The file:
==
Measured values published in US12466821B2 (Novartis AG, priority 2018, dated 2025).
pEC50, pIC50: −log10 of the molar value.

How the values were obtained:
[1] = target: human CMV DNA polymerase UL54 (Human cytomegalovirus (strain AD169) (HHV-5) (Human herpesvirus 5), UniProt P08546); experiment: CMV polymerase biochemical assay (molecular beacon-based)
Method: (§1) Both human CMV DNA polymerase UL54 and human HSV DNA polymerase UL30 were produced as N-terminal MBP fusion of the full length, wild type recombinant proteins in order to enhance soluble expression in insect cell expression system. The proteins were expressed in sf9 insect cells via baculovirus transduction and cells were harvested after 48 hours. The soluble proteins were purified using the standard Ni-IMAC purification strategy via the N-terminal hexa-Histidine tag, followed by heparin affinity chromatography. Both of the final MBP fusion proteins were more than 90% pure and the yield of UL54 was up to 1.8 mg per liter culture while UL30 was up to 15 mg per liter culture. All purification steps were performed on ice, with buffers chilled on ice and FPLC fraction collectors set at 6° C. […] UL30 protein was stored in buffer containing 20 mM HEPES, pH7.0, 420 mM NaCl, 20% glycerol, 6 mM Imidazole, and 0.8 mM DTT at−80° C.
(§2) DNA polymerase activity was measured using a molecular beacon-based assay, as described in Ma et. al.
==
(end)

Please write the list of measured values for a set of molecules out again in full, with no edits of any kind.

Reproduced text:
Measured values published in US12466821B2 (Novartis AG, priority 2018, dated 2025).
pEC50, pIC50: −log10 of the molar value.

How the values were obtained:
[1] = target: human CMV DNA polymerase UL54 (Human cytomegalovirus (strain AD169) (HHV-5) (Human herpesvirus 5), UniProt P08546); experiment: CMV polymerase biochemical assay (molecular beacon-based)
Method: (§1) Both human CMV DNA polymerase UL54 and human HSV DNA polymerase UL30 were produced as N-terminal MBP fusion of the full length, wild type recombinant proteins in order to enhance soluble expression in insect cell expression system. The proteins were expressed in sf9 insect cells via baculovirus transduction and cells were harvested after 48 hours. The soluble proteins were purified using the standard Ni-IMAC purification strategy via the N-terminal hexa-Histidine tag, followed by heparin affinity chromatography. Both of the final MBP fusion proteins were more than 90% pure and the yield of UL54 was up to 1.8 mg per liter culture while UL30 was up to 15 mg per liter culture. All purification steps were performed on ice, with buffers chilled on ice and FPLC fraction collectors set at 6° C. […] UL30 protein was stored in buffer containing 20 mM HEPES, pH7.0, 420 mM NaCl, 20% glycerol, 6 mM Imidazole, and 0.8 mM DTT at−80° C.
(§2) DNA polymerase activity was measured using a molecular beacon-based assay, as described in Ma et. al.